Scanning probe microscopy (SPM) represents a powerful tool that, in the past 30 years, has allowed for the investigation of material surfaces in unprecedented ways at the nanoscale level. However, SPM has shown very little capability for depth penetration, which several nanotechnology applications require. Subsurface imaging has been achieved only in a few cases, when subsurface features influence the physical properties of the surface, such as the electronic states or the heat transfer. Ultrasonic force microscopy (UFM), an adaption of the contact mode atomic force microscopy, can dynamically measure the stiffness of the elastic contact between the probing tip and the sample surface. In particular, UFM has proven highly sensitive to the near-surface elastic field in non-homogeneous samples. In this paper, we present an investigation of two-dimensional (2D) materials, namely flakes of graphite and molybdenum disulphide placed on structured polymeric substrates. We show that UFM can non-destructively distinguish suspended and supported areas and localise defects, such as buckling or delamination of adjacent monolayers, generated by residual stress. Specifically, UFM can probe small variations in the local indentation induced by the mechanical interaction between the tip and the sample. Therefore, any change in the elastic modulus within the volume perturbed by the applied load or the flexural bending of the suspended areas can be detected and imaged. These investigation capabilities are very promising in order to study the buried interfaces of nanostructured 2D materials such as in graphene-based devices.

  2. Thermal electron-tunneling devices as coolers and amplifiers

    OpenAIRE

    Shanhe Su; Yanchao Zhang; Jincan Chen; Tien-Mo Shih

    2016-01-01

    Nanoscale thermal systems that are associated with a pair of electron reservoirs have been previously studied. In particular, devices that adjust electron tunnels relatively to reservoirs’ chemical potentials enjoy the novelty and the potential. Since only two reservoirs and one tunnel exist, however, designers need external aids to complete a cycle, rendering their models non-spontaneous. Here we design thermal conversion devices that are operated among three electron reservoirs connected by...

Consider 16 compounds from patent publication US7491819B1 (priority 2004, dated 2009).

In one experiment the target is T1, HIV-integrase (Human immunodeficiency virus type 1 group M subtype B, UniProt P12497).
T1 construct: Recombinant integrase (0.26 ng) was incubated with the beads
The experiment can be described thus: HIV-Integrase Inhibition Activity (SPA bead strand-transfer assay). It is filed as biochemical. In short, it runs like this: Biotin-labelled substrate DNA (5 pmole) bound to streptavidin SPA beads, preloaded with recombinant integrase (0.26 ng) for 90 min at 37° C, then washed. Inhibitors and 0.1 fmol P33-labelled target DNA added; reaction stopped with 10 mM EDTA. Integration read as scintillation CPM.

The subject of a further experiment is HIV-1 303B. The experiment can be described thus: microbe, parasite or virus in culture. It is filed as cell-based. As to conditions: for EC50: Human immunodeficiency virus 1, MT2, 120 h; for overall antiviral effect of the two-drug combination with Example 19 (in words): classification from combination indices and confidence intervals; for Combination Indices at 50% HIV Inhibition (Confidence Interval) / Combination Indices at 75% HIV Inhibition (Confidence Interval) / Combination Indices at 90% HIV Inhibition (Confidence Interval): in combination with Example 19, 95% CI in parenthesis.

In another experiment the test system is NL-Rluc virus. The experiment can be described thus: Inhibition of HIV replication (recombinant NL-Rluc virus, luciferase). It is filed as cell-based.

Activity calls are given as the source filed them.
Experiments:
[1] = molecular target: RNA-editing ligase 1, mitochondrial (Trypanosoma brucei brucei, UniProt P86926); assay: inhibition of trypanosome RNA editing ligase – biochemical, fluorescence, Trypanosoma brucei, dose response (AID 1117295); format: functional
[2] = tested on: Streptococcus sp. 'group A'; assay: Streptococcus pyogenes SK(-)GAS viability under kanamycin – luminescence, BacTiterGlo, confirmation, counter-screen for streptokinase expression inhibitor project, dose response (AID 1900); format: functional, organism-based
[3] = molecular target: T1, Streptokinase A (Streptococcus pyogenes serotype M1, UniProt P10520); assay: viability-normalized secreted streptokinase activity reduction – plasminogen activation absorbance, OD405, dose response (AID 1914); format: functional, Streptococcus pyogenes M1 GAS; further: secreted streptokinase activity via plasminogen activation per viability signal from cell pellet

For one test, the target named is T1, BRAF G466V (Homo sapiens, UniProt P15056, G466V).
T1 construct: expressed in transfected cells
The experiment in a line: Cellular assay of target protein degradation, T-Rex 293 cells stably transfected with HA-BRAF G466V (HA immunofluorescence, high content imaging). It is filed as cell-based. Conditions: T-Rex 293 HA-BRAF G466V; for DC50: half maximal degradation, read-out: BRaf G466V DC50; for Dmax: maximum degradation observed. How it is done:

3. Nanoscale optical imaging of semiconductor nanowires

    Energy Technology Data Exchange (ETDEWEB)

    Boehmler, Miriam; Hartschuh, Achim [Department Chemie, CeNS, Ludwig-Maximilians-Universitaet Muenchen (Germany); Myalitsin, Anton; Mews, Alf [Department Chemie, Universitaet Hamburg (Germany)

    2011-07-01

    Inorganic semiconducting nanowires (NWs) feature size-related optical properties which make them interesting for a wide range of applications, e.g. nanoscale optoelectronics, sensors, and photovoltaics. Their relevant length scales that are determined by nanowire diameter and exciton Bohr radius, however, can not be resolved by conventional diffraction limited methods. We illustrate the prospects of tip-enhanced near-field optical microscopy (TENOM) as a method to investigate single nanowires. In TENOM a sharp metallic tip acts as optical antenna thereby enhancing the detected signal and increasing the optical resolution to about 15 nm. We present our investigations of CdSe NWs which have been grown by the wet chemical solution liquid solid technique. Here, TENOM provides the possibility to simultaneously image photoluminescence (PL) as well as Raman scattering of individual NWs with nanoscale resolution. We observe spatial variations of the PL intensity and energy on a length scale of about 15 nm indicating crystal phase transitions and diameter fluctuations.